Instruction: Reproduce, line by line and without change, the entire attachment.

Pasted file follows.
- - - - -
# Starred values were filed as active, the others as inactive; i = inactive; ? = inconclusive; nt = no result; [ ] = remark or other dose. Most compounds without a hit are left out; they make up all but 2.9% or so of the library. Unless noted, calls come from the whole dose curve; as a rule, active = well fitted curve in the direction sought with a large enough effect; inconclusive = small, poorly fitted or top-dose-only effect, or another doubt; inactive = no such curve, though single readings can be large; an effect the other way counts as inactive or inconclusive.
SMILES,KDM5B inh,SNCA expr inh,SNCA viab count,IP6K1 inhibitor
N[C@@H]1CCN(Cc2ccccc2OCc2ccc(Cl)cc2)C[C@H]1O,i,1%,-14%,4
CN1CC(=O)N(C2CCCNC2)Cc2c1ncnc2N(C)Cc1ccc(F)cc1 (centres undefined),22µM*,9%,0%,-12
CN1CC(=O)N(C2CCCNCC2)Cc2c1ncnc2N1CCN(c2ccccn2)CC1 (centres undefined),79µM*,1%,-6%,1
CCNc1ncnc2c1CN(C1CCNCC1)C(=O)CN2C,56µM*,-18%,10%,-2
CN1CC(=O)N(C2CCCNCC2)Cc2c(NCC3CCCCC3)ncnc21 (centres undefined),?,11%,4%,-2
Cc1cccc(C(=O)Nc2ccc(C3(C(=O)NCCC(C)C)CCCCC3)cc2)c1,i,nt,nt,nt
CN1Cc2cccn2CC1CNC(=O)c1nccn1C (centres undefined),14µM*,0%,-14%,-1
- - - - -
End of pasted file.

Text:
# Starred values were filed as active, the others as inactive; i = inactive; ? = inconclusive; nt = no result; [ ] = remark or other dose. Most compounds without a hit are left out; they make up all but 2.9% or so of the library. Unless noted, calls come from the whole dose curve; as a rule, active = well fitted curve in the direction sought with a large enough effect; inconclusive = small, poorly fitted or top-dose-only effect, or another doubt; inactive = no such curve, though single readings can be large; an effect the other way counts as inactive or inconclusive.
SMILES,KDM5B inh,SNCA expr inh,SNCA viab count,IP6K1 inhibitor
N[C@@H]1CCN(Cc2ccccc2OCc2ccc(Cl)cc2)C[C@H]1O,i,1%,-14%,4
CN1CC(=O)N(C2CCCNC2)Cc2c1ncnc2N(C)Cc1ccc(F)cc1 (centres undefined),22µM*,9%,0%,-12
CN1CC(=O)N(C2CCCNCC2)Cc2c1ncnc2N1CCN(c2ccccn2)CC1 (centres undefined),79µM*,1%,-6%,1
CCNc1ncnc2c1CN(C1CCNCC1)C(=O)CN2C,56µM*,-18%,10%,-2
CN1CC(=O)N(C2CCCNCC2)Cc2c(NCC3CCCCC3)ncnc21 (centres undefined),?,11%,4%,-2
Cc1cccc(C(=O)Nc2ccc(C3(C(=O)NCCC(C)C)CCCCC3)cc2)c1,i,nt,nt,nt
CN1Cc2cccn2CC1CNC(=O)c1nccn1C (centres undefined),14µM*,0%,-14%,-1